It is highly unlikely Turkish President Erdoğan will find in Brussels the post-coup solidarity he had been seeking.
Ankara is also upset with the post-coup statements from the European Union, which has criticised the widespread crackdown as a curtailment of democracy. With an accession process leading nowhere, and with the thorny issue of visa-liberalisation — described by Turkey as a condition for continuing the refugee deal with Europe — it is highly unlikely Turkish President Erdoğan will find in Brussels the post-coup solidarity he had been seeking.
Hence the day-trip to Saint Petersburg –and all its symbolism.
Turkish-Russian ties have thrived in the Erdoğan period thanks in large part to the stability of leadership in both countries. In December 2004, Putin was the first Russian head of state to visit Ankara since the Russian and Ottoman empires – historic foes – established relations in the fifteenth century. Since then, there have been dozens of visits and bilateral meetings. Erdoğan and Putin have developed a comfortable personal relationship and ushered in a period of joint economic growth. The two leaders share many traits, including a highly personalised style of governance, deep suspicions about the West and a cult of machismo that has defined domestic politics in both countries. In 2013, Erdoğan’s economic advisor Yiğit Bulut famously said, “There is a leadership problem in the world. I say this everywhere. There are only 2.5 leaders around the world today. Mr. Erdoğan, Mr. Putin and the half is Obama.”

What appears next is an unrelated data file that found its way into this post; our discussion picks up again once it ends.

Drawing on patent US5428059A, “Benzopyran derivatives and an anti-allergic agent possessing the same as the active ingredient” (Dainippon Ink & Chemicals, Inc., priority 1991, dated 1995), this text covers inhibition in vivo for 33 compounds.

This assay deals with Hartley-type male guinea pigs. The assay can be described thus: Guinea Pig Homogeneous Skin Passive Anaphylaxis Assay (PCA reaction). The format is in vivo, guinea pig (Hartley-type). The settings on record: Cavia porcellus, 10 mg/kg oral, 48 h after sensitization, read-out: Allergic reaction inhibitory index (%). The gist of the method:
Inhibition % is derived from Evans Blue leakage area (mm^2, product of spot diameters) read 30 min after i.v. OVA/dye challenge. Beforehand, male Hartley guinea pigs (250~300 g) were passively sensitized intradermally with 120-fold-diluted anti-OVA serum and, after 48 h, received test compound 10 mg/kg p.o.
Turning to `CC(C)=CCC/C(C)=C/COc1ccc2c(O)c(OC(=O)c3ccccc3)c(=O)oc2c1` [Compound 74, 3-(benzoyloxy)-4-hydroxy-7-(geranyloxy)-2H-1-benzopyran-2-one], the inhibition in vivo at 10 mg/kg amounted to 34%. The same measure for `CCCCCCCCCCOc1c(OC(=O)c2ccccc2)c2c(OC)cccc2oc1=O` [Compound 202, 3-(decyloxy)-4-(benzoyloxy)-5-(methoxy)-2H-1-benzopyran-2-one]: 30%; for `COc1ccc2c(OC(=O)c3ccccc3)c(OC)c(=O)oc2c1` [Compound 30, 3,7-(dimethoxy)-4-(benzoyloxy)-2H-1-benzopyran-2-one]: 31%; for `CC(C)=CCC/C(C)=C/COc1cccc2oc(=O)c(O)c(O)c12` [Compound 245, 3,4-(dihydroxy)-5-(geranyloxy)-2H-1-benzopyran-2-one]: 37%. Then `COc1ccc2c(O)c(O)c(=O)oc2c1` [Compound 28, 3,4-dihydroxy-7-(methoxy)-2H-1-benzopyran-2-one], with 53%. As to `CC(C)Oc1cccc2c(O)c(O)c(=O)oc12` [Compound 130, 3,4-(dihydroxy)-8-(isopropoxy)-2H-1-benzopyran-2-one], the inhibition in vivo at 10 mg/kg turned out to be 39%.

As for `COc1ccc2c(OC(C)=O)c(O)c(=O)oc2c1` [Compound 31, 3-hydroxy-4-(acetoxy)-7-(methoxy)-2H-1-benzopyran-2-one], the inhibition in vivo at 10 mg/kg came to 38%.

But Turkey’s newfound love for Russia is not without problems. There is the issue of Syria, where Turkey’s support for the Sunni opposition and Moscow’s backing of the Assad regime pushed the two countries into a proxy war for much of 2015, culminating in the downing of the plane in November. Turkey has since moderated its stance towards Damascus, no longer calls for Assad’s departure, and is supportive of a transition process for a peace deal in Syria.
But Ankara has not abandoned its support for Sunni opposition groups in the north of the country, both as political leverage in the Syrian equation and a counterbalance to Kurdish expansion there. What happens in and around Aleppo, where the Russian-backed regime forces are currently fighting Turkey-supported opposition forces, will be the real litmus test as to whether or not burgeoning Turkish-Russian relations also entail a strategic alignment.
It is unrealistic to expect a full pivot to Russia — even if the two countries agree on Syria and Turkey renews a bid to enter the Russian-led Shanghai Cooperation Agreement. That has a more symbolic than a real value in terms of Turkey’s foreign policy direction. But this visit to Saint Petersburg will likely usher in closer ties with Russia and send strong message to the West – that Ankara has options.
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by Asli Aydıntaşbaş – 23rd June, 2016
The growing friendship between Russia and Turkey in recent years was a problem for Europe. But their recent bust-up – after Turkey shot down a Russian fighter jet over Syria in November 2015 – is an even bigger one.
The European Council on Foreign Relations does not take collective positions. ECFR publications only represent the views of its individual authors.